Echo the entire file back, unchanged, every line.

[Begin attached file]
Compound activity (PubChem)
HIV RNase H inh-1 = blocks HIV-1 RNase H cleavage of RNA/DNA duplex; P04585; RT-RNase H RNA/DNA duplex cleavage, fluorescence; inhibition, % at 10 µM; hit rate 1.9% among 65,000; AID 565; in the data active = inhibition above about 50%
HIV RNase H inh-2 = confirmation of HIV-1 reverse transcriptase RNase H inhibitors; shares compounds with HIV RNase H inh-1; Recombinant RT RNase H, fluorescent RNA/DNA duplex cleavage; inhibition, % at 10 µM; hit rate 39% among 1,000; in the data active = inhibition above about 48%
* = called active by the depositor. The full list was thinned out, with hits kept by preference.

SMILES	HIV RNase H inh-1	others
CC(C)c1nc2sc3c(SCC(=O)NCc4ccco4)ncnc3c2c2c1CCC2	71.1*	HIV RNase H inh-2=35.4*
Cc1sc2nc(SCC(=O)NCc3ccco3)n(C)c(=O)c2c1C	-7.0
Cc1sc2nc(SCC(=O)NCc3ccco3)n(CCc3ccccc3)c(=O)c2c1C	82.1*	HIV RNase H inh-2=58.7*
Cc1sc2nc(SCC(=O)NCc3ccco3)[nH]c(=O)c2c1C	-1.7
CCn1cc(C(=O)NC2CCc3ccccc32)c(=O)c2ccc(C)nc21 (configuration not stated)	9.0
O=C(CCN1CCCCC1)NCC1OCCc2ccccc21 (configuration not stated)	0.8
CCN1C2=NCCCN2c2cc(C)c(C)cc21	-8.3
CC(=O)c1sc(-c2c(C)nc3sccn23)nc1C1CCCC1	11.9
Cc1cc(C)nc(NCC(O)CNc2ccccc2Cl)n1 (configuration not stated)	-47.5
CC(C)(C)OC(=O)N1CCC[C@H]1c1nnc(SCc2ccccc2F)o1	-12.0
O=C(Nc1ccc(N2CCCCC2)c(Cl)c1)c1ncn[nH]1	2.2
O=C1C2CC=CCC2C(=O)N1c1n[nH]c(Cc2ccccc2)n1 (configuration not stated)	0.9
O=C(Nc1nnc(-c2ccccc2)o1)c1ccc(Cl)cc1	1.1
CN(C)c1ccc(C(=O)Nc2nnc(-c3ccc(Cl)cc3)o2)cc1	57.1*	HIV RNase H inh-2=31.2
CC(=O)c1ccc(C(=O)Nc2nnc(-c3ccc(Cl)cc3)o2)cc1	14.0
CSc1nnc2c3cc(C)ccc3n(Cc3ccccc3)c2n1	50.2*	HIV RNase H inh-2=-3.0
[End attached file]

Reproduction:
Compound activity (PubChem)
HIV RNase H inh-1 = blocks HIV-1 RNase H cleavage of RNA/DNA duplex; P04585; RT-RNase H RNA/DNA duplex cleavage, fluorescence; inhibition, % at 10 µM; hit rate 1.9% among 65,000; AID 565; in the data active = inhibition above about 50%
HIV RNase H inh-2 = confirmation of HIV-1 reverse transcriptase RNase H inhibitors; shares compounds with HIV RNase H inh-1; Recombinant RT RNase H, fluorescent RNA/DNA duplex cleavage; inhibition, % at 10 µM; hit rate 39% among 1,000; in the data active = inhibition above about 48%
* = called active by the depositor. The full list was thinned out, with hits kept by preference.

SMILES	HIV RNase H inh-1	others
CC(C)c1nc2sc3c(SCC(=O)NCc4ccco4)ncnc3c2c2c1CCC2	71.1*	HIV RNase H inh-2=35.4*
Cc1sc2nc(SCC(=O)NCc3ccco3)n(C)c(=O)c2c1C	-7.0
Cc1sc2nc(SCC(=O)NCc3ccco3)n(CCc3ccccc3)c(=O)c2c1C	82.1*	HIV RNase H inh-2=58.7*
Cc1sc2nc(SCC(=O)NCc3ccco3)[nH]c(=O)c2c1C	-1.7
CCn1cc(C(=O)NC2CCc3ccccc32)c(=O)c2ccc(C)nc21 (configuration not stated)	9.0
O=C(CCN1CCCCC1)NCC1OCCc2ccccc21 (configuration not stated)	0.8
CCN1C2=NCCCN2c2cc(C)c(C)cc21	-8.3
CC(=O)c1sc(-c2c(C)nc3sccn23)nc1C1CCCC1	11.9
Cc1cc(C)nc(NCC(O)CNc2ccccc2Cl)n1 (configuration not stated)	-47.5
CC(C)(C)OC(=O)N1CCC[C@H]1c1nnc(SCc2ccccc2F)o1	-12.0
O=C(Nc1ccc(N2CCCCC2)c(Cl)c1)c1ncn[nH]1	2.2
O=C1C2CC=CCC2C(=O)N1c1n[nH]c(Cc2ccccc2)n1 (configuration not stated)	0.9
O=C(Nc1nnc(-c2ccccc2)o1)c1ccc(Cl)cc1	1.1
CN(C)c1ccc(C(=O)Nc2nnc(-c3ccc(Cl)cc3)o2)cc1	57.1*	HIV RNase H inh-2=31.2
CC(=O)c1ccc(C(=O)Nc2nnc(-c3ccc(Cl)cc3)o2)cc1	14.0
CSc1nnc2c3cc(C)ccc3n(Cc3ccccc3)c2n1	50.2*	HIV RNase H inh-2=-3.0